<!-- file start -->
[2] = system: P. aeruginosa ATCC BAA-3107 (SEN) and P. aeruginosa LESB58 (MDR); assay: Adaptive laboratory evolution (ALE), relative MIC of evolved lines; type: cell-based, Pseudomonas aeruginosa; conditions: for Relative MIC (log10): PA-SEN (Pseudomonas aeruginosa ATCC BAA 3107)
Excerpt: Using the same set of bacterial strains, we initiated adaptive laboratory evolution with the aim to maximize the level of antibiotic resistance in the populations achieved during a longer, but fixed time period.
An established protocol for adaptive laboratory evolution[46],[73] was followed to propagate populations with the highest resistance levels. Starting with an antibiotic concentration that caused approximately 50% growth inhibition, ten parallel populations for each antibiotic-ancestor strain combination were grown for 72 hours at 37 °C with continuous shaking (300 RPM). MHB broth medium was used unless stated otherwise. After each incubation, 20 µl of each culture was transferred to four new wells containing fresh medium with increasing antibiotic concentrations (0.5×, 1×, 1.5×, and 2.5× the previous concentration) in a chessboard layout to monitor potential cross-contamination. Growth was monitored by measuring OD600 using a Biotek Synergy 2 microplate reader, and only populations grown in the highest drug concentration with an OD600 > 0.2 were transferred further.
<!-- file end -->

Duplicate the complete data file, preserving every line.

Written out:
[2] = system: P. aeruginosa ATCC BAA-3107 (SEN) and P. aeruginosa LESB58 (MDR); assay: Adaptive laboratory evolution (ALE), relative MIC of evolved lines; type: cell-based, Pseudomonas aeruginosa; conditions: for Relative MIC (log10): PA-SEN (Pseudomonas aeruginosa ATCC BAA 3107)
Excerpt: Using the same set of bacterial strains, we initiated adaptive laboratory evolution with the aim to maximize the level of antibiotic resistance in the populations achieved during a longer, but fixed time period.
An established protocol for adaptive laboratory evolution[46],[73] was followed to propagate populations with the highest resistance levels. Starting with an antibiotic concentration that caused approximately 50% growth inhibition, ten parallel populations for each antibiotic-ancestor strain combination were grown for 72 hours at 37 °C with continuous shaking (300 RPM). MHB broth medium was used unless stated otherwise. After each incubation, 20 µl of each culture was transferred to four new wells containing fresh medium with increasing antibiotic concentrations (0.5×, 1×, 1.5×, and 2.5× the previous concentration) in a chessboard layout to monitor potential cross-contamination. Growth was monitored by measuring OD600 using a Biotek Synergy 2 microplate reader, and only populations grown in the highest drug concentration with an OD600 > 0.2 were transferred further.